I want to make that point because we think about transplant eligibility—it’s something that we’ve talked about for decades—but CAR T-cell eligibility is not quite the same as that. [Missing out on CAR T cells is more of a] logistical issue with barriers to getting access to care.
APPROVED TREATMENT OPTIONS IN DLBCL
CAR T cells are approved by the FDA to treat patients with DLBCL who are refractory to frontline chemotherapy or who relapse within 12 months of the completion of frontline chemotherapy. It’s also approved, as discussed, in the third-line setting or later.7
Liso-cel is also approved to treat patients who are ineligible for stem cell transplant, even if they have late relapse. If you have a 77-year-old patient, or if you have a patient who is not fit enough for stem cell transplant and it’s the second-line setting, you still can get them CAR T cells.
[Treatments other than CAR T cells include] lenalidomide [Revlimid] and tafasitamab [Monjuvi], but of the recently approved novel, noncellular therapies, you [can also] look at polatuzumab vedotin [Polivy] and loncastuximab tesirine [Zynlonta].8
Lenalidomide plus tafasitamab is the only therapy that’s approved as a second-line treatment—the others are approved for the third line or later—so it’s approved to treat patients in the second line or later who are not eligible for stem cell transplant.
The results with that combination looked pretty favorable in their initial clinical trial, but the way it's been used in practice now, it tends to be for patients who are pretty refractory and patients who have failed CAR T cells. There was a real-world study [whose results] showed that the overall response rate to lenalidomide and tafasitamab was under 30%.9
With polatuzumab vedotin and loncastuximab tesirine, these are both antibody-drug conjugates directed against targets on the lymphomatous B cell, and they are also approved for the third line or later.8
MAKING CHALLENGING TREATMENT DECISIONS
Regarding the decision about the modality to offer, say, stem cell transplant vs CAR T cells, once the patient arrives at the tertiary center, they will make a recommendation based on what they feel is best for the patient. I want to just caution [clinicians] to be skeptical when recommendations are made that don’t seem to make a lot of sense.
[Let’s say], a patient is 10 months into their first relapse of DLBCL and is referred to a center for CAR T cells, and the response that you get back is that they should get an allogeneic stem cell transplant, even though you know [that’s not what the data show between the ZUMA-7 trial or TRANSFORM trial]. I would also encourage you to call another center [in that situation] and make sure that recommendation makes sense…. When we have positive, randomized, phase 3 trials, generally, we should listen to [the data from them].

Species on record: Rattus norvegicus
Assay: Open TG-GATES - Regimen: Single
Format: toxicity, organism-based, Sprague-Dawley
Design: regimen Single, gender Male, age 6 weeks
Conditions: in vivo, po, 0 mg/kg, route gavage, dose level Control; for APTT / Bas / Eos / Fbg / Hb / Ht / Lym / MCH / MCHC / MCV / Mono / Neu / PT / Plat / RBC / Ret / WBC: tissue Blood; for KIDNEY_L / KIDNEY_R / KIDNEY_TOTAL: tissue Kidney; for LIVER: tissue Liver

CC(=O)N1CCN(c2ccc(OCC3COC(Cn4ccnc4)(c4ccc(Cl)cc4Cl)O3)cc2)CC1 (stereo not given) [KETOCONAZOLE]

There is also this issue of timeliness [with treatment]…. You have a patient who presents with either symptoms or a scan that’s positive, and maybe you’ve gotten a biopsy. If they’re symptomatic, there’s such a lag that’s built into getting them to a cellular therapy center, and getting them leukapheresis, then getting them CAR T cells. It’s challenging and many patients are going to need treatment, especially if they’re symptomatic, so it’s often that they’re going to be treated before they can get leukapheresis.
[In that way,] I think symptomatic patients are particularly challenging, and that’s a barrier [for treatment], and even for patients who aren’t so symptomatic, it’s still a pretty traumatic experience to get that diagnosis, and there’s a real desire to get going quickly, as opposed to [having them] go to a different big cancer center and hear about this therapy that has all these potential toxicities, and then wait for a leukapheresis slot and production.
1. Locke FL, Miklos DB, Jacobson CA, et al; All ZUMA-7 Investigators and Contributing Kite Members. Axicabtagene ciloleucel as second-Line therapy for large B-cell lymphoma. N Engl J Med. 2022;386(7):640-654. doi:10.1056/NEJMoa2116133
2. Kamdar M, Solomon SR, Arnason J, et al; TRANSFORM Investigators. Lisocabtagene maraleucel vs standard of care with salvage chemotherapy followed by autologous stem cell transplantation as second-line treatment in patients with relapsed or refractory large B-cell lymphoma (TRANSFORM): results from an interim analysis of an open-label, randomised, phase 3 trial. Lancet. 2022;399(10343):2294-2308. doi:10.1016/S0140-6736(22)00662-6
3. Di Blasi R, Le Gouill S, Bachy E, et al. Outcomes of patients with aggressive B-cell lymphoma after failure of anti-CD19 CAR T-cell therapy: a DESCAR-T analysis. Blood. 2022;140(24):2584-2593. doi:10.1182/blood.2022016945
4. Bishop MR, Dickinson M, Purtill D, et al. Second-line tisagenlecleucel or standard care in aggressive B-cell lymphoma. N Engl J Med. 2022;386(7):629-639. doi:10.1056/NEJMoa2116596
5. NCCN. Clinical Practice Guidelines in Oncology. B-cell lymphomas, version 2.2023. Accessed April 11, 2023. https://bit.ly/3mnoDel
6. Davila ML, Sadelain M. Biology and clinical application of CAR T cells for B cell malignancies. Int J Hematol. 2016;104(1):6-17. doi:10.1007/s12185-016-2039-6
7. U.S. FDA approves Bristol Myers Squibb’s CAR T cell therapy Breyanzi for relapsed or refractory large B-cell lymphoma after one prior therapy. News release. Bristol Myers Squibb. June 24, 2022. Accessed April 11, 2023. https://rb.gy/t2lut
8. Sawalha Y, Maddocks K. Novel treatments in B cell non-Hodgkin’s lymphomas. BMJ. 2022 Apr 20;377:e063439. doi:10.1136/bmj-2020-063439
9. Hamadani M, Liao L, Wilson L, Howarth A, Flores C, Chen L. Real-world outcomes in relapsed/refractory DLBCL patients who received polatuzumab vedotin plus bendamustine and rituximab or tafasitamab plus lenalidomide by line of therapy. Blood. 2022;140(suppl 1): 8058-8060. doi:10.1182/blood-2022-167753